The Cleveland Clinic recently posted a blog about drug-free ways that people can combat headaches. It is noteworthy that a major, internationally renowned healthcare system would endorse taking a drug-free approach to headache care is a good sign, especially in light of a recent study showing that doctors are less often recommending these types of remedies for headaches and tending toward imaging and prescriptions.
Although they did offer some good suggestions, there was still one major drug-free headache treatment that they failed to include.
Cleveland Clinics Recommendations
The Cleveland Clinic recommended four different drug-free methods for treating headaches, and all of them are good.
The authors note that small, frequent meals can help keep blood sugar stable, and notes that the Mediterranean diet works well with a numerous small meals approach while maintaining a healthy weight and promoting heart health.
Avoid Dietary Triggers
It’s important to understand whether there are certain foods that can cause your headaches. Some more common ones are caffeine, MSG, nitrates, sulfites, and artificial sweeteners. A new study also points to excess sodium as a powerful headache trigger as well.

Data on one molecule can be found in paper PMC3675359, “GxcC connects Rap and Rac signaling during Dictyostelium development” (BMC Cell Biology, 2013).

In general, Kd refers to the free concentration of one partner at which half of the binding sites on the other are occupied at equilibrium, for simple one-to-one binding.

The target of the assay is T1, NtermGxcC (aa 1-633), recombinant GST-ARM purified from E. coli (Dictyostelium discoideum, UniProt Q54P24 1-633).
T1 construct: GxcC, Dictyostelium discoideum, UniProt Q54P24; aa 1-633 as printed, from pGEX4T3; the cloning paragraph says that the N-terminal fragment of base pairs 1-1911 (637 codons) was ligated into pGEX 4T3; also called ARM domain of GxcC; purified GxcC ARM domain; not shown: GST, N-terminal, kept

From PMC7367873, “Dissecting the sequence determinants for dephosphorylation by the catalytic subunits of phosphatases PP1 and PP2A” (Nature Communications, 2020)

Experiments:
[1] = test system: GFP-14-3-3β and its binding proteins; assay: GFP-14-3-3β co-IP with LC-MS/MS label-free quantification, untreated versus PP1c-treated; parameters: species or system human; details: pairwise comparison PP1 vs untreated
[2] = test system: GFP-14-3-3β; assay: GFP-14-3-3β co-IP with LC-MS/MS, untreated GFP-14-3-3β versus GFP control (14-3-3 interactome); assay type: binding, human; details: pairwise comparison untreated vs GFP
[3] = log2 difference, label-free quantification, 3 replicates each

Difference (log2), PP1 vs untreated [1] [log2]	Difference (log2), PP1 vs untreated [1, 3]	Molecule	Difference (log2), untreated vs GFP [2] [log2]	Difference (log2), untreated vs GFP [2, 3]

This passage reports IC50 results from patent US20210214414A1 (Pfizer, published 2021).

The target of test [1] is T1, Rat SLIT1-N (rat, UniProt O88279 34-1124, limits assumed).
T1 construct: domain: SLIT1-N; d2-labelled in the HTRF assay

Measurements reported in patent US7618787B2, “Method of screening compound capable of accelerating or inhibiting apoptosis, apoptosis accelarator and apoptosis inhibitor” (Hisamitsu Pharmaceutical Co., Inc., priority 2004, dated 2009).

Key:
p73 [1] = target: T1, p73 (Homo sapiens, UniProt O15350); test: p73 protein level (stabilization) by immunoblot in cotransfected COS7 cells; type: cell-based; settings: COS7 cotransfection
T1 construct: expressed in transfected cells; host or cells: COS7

If you don’t know your food triggers, keep a headache diary to track them down.
Get Good Nutrition
Another important insight is that just because you’re eating, it doesn’t mean you’re getting all the nutrients you need. A nutritional deficiency can often cause headaches.
We know that stress can lead to headaches (as well as teeth clenching). There are lots of natural approaches to stress management that can be used to ensure you don’t suffer from excess stress.
A Neglected Approach
But what the Cleveland Clinic didn’t note is that TMJ treatment is also a drug-free, natural approach to combatting headaches. Many headaches, including tension headaches and migraines, can be caused, triggered, or worsened by imbalances in the jaw joint system. By restoring balance to the jaw joint, you might experience fewer and less severe headaches.
If you think that TMJ might be partly to blame for your headaches, we can help. Please call